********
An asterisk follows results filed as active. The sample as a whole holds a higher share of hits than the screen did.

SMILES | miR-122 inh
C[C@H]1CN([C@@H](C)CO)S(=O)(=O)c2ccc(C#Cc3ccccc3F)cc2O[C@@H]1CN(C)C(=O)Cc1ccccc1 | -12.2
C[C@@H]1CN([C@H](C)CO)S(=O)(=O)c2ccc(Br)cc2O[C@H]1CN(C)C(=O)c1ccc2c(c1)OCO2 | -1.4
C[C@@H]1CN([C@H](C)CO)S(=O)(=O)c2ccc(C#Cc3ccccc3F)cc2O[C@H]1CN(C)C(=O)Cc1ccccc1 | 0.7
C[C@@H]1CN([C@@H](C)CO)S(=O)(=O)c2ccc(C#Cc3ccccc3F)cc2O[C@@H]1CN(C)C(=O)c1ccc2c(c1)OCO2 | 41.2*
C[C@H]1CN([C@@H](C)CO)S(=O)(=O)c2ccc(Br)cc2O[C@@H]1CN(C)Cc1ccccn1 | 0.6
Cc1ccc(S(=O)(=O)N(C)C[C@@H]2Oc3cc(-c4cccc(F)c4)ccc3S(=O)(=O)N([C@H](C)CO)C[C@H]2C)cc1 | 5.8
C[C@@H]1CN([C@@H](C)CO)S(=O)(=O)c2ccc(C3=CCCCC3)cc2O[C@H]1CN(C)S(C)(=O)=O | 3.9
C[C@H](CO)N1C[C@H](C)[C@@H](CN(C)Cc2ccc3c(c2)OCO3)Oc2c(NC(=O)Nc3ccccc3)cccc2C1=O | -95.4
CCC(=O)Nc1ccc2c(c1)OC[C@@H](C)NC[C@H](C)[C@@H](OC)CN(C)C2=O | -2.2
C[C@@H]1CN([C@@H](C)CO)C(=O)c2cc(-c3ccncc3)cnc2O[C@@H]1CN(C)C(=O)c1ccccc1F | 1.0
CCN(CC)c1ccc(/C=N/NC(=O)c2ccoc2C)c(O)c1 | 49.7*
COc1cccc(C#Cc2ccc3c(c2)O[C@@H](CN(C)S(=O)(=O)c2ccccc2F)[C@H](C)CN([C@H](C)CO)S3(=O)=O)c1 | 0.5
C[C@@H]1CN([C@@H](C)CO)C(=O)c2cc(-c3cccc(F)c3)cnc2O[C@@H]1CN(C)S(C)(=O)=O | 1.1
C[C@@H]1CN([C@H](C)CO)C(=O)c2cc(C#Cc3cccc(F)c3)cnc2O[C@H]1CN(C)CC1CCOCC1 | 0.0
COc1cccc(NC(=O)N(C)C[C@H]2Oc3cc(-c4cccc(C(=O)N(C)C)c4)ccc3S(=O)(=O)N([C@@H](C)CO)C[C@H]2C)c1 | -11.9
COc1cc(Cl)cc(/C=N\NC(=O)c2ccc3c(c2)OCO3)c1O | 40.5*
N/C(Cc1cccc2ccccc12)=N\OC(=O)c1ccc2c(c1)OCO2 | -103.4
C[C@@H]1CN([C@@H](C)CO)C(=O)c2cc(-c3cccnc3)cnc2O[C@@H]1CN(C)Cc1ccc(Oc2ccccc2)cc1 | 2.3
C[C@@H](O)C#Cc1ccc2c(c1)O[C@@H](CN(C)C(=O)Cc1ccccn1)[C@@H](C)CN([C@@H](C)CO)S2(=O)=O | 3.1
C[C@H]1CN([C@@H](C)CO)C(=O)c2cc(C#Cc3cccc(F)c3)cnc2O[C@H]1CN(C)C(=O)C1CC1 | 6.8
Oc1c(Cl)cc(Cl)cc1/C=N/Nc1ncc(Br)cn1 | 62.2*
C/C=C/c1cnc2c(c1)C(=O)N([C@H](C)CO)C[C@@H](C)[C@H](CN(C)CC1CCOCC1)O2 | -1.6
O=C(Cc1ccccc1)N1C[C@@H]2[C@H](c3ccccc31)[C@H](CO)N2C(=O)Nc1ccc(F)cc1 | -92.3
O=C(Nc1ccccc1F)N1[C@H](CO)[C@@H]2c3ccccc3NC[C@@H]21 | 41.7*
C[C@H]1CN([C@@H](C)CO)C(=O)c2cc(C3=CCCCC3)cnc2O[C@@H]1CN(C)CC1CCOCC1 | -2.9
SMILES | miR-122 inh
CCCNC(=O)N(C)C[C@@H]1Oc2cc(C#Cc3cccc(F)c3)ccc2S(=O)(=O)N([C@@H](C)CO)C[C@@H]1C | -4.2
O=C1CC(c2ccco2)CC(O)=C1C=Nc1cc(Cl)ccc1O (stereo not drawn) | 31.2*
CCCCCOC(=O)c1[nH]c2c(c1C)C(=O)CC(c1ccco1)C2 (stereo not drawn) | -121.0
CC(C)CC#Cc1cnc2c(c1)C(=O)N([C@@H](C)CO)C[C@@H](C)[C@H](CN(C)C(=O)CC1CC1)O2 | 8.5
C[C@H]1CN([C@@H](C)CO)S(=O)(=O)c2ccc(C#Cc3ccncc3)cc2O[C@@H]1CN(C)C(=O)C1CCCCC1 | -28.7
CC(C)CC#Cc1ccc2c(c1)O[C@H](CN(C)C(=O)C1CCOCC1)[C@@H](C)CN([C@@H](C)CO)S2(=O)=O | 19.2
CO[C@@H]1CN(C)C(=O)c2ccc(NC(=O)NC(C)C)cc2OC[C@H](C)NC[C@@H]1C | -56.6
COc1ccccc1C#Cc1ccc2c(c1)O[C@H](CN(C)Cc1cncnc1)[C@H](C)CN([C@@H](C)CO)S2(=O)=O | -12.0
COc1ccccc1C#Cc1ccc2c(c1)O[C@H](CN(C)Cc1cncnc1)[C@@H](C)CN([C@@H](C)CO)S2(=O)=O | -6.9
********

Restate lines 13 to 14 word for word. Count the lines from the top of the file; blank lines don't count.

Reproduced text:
CCN(CC)c1ccc(/C=N/NC(=O)c2ccoc2C)c(O)c1 | 49.7*
COc1cccc(C#Cc2ccc3c(c2)O[C@@H](CN(C)S(=O)(=O)c2ccccc2F)[C@H](C)CN([C@H](C)CO)S3(=O)=O)c1 | 0.5